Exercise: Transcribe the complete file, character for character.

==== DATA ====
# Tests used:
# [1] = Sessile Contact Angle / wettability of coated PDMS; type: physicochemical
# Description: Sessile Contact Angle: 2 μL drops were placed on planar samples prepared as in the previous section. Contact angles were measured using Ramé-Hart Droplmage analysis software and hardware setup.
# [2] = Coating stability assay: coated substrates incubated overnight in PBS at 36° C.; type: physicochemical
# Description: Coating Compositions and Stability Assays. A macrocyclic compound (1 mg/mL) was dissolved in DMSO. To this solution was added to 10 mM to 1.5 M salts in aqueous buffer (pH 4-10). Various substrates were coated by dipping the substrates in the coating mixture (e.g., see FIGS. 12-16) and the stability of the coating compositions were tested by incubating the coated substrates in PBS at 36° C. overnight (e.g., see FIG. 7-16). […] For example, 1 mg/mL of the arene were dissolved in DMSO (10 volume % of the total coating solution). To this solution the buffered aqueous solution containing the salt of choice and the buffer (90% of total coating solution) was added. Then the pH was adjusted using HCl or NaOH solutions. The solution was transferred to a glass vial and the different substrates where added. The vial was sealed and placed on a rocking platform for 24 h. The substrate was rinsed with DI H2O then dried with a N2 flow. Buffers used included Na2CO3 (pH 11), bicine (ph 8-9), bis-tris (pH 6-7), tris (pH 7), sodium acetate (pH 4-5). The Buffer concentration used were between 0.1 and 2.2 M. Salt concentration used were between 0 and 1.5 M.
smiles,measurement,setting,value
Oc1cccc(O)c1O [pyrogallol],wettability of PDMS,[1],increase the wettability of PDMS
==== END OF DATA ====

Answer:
# Tests used:
# [1] = Sessile Contact Angle / wettability of coated PDMS; type: physicochemical
# Description: Sessile Contact Angle: 2 μL drops were placed on planar samples prepared as in the previous section. Contact angles were measured using Ramé-Hart Droplmage analysis software and hardware setup.
# [2] = Coating stability assay: coated substrates incubated overnight in PBS at 36° C.; type: physicochemical
# Description: Coating Compositions and Stability Assays. A macrocyclic compound (1 mg/mL) was dissolved in DMSO. To this solution was added to 10 mM to 1.5 M salts in aqueous buffer (pH 4-10). Various substrates were coated by dipping the substrates in the coating mixture (e.g., see FIGS. 12-16) and the stability of the coating compositions were tested by incubating the coated substrates in PBS at 36° C. overnight (e.g., see FIG. 7-16). […] For example, 1 mg/mL of the arene were dissolved in DMSO (10 volume % of the total coating solution). To this solution the buffered aqueous solution containing the salt of choice and the buffer (90% of total coating solution) was added. Then the pH was adjusted using HCl or NaOH solutions. The solution was transferred to a glass vial and the different substrates where added. The vial was sealed and placed on a rocking platform for 24 h. The substrate was rinsed with DI H2O then dried with a N2 flow. Buffers used included Na2CO3 (pH 11), bicine (ph 8-9), bis-tris (pH 6-7), tris (pH 7), sodium acetate (pH 4-5). The Buffer concentration used were between 0.1 and 2.2 M. Salt concentration used were between 0 and 1.5 M.
smiles,measurement,setting,value
Oc1cccc(O)c1O [pyrogallol],wettability of PDMS,[1],increase the wettability of PDMS